Collage has really significantly influenced the development of Tomáš Jetela /1986/. He became interested in the technique of collage while working on his dissertation series of paintings in 2010. The theme of the Library brought him to use pages with texts to surround readers. Mere pasting of touched pages from books, which apart from Jetela´s bookworms with somnambulistic expressions nobody needed, gradually developed into a painterly approach to work with different materials. Pasted and torn again pages, the endless number of shades of their typical colour, the structure of destructed layers, all this Tomáš Jetela uses consciously and with the same energy as a brush and paint. However, he did not remain faithful only to collage with paper and painting, he is also concerned with combinations of different materials, apart from others he makes assemblages with pasted fitting or coincidental objects, metal filings and even hair to augment the physicality of portraits.
The term figural painting includes a number of authorial conceptions. The human figure can “merely” fulfill the role of staffage for formal procedures of the author or focus on a realistic scene without emotions. Although Tomáš Jetela is a painter of a very strong form, fascinating expression and expressive gesture, he also brazenly uses his figures as carriers of stories. However he does not abase himself by literal, word-for-word expression. He likes to make the viewer guess what is hidden behind the portrait of a middle-class family, the blood-shot eyes of a thief or behind a portrait of a person run down by age and experiences or behind a portrait of a film star with a “say cheese” smile. And the viewer senses that in most cases it is nothing to make you laugh. Tomáš Jetela´s persistence combined with solid, spontaneously fresh painting connected to neo-realism and Bacon´s new figuration makes us want to get really close to his heroes. What really helps the persons involved in his paintings is the contemporary popularity of retro. Nostalgia and “free good mood” emanating from old photographs and the smile of film stars on the silver screen are really almost automatically accepted by the public. We may accuse Tomáš Jetela of goodliness but we may also believe that only with the help of time which has already passed, he is able to show that “something has happened but we do not know precisely what.”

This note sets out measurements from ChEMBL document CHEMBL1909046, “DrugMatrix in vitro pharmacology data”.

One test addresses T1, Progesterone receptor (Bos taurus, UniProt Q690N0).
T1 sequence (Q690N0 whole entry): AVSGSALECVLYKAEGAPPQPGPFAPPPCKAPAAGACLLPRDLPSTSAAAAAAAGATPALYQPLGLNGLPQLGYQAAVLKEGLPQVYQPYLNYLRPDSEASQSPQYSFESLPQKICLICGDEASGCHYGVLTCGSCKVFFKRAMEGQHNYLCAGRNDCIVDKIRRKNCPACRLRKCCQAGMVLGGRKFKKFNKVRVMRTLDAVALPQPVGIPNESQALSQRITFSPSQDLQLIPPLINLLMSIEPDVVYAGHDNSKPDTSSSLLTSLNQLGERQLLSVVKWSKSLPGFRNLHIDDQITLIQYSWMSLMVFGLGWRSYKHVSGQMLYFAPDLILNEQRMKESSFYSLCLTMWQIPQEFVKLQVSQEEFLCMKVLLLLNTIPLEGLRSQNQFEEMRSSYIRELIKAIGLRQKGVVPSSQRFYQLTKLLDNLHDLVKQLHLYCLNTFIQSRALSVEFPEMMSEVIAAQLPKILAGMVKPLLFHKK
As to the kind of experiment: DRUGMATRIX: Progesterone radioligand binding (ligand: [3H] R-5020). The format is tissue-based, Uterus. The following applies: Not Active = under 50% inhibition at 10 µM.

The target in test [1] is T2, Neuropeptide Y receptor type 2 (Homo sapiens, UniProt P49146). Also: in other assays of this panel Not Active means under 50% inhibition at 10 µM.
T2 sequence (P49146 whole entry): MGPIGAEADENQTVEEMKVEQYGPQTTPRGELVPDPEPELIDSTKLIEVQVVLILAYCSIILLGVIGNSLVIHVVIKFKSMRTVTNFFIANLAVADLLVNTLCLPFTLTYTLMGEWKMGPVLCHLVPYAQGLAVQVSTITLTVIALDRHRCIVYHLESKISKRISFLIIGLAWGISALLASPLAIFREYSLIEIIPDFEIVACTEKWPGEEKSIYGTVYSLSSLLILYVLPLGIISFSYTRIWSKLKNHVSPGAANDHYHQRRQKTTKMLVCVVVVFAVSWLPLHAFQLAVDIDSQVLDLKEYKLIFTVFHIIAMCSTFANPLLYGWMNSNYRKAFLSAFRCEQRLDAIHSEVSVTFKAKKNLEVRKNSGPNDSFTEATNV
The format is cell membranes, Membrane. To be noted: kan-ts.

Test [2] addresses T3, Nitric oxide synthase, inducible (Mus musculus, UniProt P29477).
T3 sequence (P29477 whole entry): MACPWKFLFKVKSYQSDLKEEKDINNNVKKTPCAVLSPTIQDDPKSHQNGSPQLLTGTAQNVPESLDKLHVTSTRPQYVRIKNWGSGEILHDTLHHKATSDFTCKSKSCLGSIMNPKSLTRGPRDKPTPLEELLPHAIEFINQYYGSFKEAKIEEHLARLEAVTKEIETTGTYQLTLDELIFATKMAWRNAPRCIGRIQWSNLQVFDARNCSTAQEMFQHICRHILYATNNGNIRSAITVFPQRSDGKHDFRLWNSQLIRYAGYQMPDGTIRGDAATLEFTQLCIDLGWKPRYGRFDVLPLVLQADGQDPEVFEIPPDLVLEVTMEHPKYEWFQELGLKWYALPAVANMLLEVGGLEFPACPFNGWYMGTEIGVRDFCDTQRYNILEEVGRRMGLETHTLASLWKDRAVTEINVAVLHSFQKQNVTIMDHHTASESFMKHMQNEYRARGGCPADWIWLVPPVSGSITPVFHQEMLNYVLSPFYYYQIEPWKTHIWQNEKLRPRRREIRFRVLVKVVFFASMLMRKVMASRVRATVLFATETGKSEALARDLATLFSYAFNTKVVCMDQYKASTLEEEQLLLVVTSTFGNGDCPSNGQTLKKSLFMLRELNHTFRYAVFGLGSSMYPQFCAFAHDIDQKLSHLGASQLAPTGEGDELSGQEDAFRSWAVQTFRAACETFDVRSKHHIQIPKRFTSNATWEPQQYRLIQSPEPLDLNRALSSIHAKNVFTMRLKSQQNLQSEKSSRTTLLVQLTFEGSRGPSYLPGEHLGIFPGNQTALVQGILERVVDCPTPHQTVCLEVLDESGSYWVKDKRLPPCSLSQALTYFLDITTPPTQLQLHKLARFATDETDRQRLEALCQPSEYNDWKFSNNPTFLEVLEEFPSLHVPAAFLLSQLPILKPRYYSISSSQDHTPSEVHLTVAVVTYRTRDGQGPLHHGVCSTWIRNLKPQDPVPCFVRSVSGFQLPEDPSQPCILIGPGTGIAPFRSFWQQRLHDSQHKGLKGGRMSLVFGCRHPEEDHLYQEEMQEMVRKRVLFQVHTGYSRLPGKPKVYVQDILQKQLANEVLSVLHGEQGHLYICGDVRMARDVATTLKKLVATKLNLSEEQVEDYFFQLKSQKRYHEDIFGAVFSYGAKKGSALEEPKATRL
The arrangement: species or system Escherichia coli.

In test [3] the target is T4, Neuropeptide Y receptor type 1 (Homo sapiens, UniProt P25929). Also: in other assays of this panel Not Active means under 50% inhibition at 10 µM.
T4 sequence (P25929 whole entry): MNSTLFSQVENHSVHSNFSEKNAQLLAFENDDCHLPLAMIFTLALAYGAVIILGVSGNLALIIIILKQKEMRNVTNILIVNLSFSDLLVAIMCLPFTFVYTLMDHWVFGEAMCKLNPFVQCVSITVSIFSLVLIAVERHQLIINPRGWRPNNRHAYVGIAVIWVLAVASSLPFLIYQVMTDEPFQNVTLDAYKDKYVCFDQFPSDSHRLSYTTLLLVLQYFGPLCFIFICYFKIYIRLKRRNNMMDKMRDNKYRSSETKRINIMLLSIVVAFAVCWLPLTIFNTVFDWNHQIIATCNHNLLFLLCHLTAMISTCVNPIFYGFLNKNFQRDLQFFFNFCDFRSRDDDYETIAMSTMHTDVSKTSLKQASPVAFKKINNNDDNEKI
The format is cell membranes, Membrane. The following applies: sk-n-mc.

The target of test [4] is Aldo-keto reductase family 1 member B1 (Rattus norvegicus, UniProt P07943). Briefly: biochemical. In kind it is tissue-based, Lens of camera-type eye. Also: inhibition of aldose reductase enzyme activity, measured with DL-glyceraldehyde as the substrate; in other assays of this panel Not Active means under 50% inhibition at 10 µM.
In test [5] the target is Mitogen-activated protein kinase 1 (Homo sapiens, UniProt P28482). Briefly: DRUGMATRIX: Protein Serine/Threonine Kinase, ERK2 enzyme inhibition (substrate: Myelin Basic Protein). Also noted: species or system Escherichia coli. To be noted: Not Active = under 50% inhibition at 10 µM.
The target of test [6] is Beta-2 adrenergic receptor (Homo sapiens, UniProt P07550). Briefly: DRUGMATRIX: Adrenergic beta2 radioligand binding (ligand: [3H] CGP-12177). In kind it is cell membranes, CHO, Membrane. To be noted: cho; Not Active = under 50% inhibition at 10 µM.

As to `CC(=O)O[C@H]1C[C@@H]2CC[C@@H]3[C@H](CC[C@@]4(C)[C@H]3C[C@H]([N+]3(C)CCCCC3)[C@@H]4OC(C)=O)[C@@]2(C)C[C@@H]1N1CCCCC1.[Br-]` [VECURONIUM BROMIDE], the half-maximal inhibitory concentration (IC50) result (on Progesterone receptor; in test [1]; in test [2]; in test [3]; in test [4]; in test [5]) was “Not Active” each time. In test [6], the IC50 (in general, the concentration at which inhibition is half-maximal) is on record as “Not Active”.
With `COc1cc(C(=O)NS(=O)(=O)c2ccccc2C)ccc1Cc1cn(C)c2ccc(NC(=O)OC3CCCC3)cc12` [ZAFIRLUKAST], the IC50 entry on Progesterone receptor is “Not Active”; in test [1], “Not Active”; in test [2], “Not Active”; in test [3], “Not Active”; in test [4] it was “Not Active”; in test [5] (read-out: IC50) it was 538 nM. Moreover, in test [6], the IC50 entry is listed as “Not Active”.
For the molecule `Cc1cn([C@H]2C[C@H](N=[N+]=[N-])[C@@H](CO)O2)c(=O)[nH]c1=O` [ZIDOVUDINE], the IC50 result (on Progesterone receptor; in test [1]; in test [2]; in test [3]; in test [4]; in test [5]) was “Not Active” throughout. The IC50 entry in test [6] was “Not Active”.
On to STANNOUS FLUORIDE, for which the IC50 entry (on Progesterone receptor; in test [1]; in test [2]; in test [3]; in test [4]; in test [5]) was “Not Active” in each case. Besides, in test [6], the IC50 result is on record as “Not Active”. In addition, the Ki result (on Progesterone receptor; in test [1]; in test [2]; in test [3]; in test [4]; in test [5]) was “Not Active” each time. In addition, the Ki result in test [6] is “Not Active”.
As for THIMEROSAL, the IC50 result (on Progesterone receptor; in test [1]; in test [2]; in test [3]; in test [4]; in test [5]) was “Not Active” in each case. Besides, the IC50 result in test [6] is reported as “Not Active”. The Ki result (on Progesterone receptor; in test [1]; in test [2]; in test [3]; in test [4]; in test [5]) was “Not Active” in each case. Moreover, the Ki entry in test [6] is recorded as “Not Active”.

Jetela regarded the space of the gallery as an opportunity to free himself from the format of the canvas and to fully use the possibilities of blending materials in a collage. Paper “memoirs” and Indian ink drawings on the wall expand uncontrollably the same as a story in a book or film noir when you feel you cannot wait to see what happens.

Šárka Koudelová

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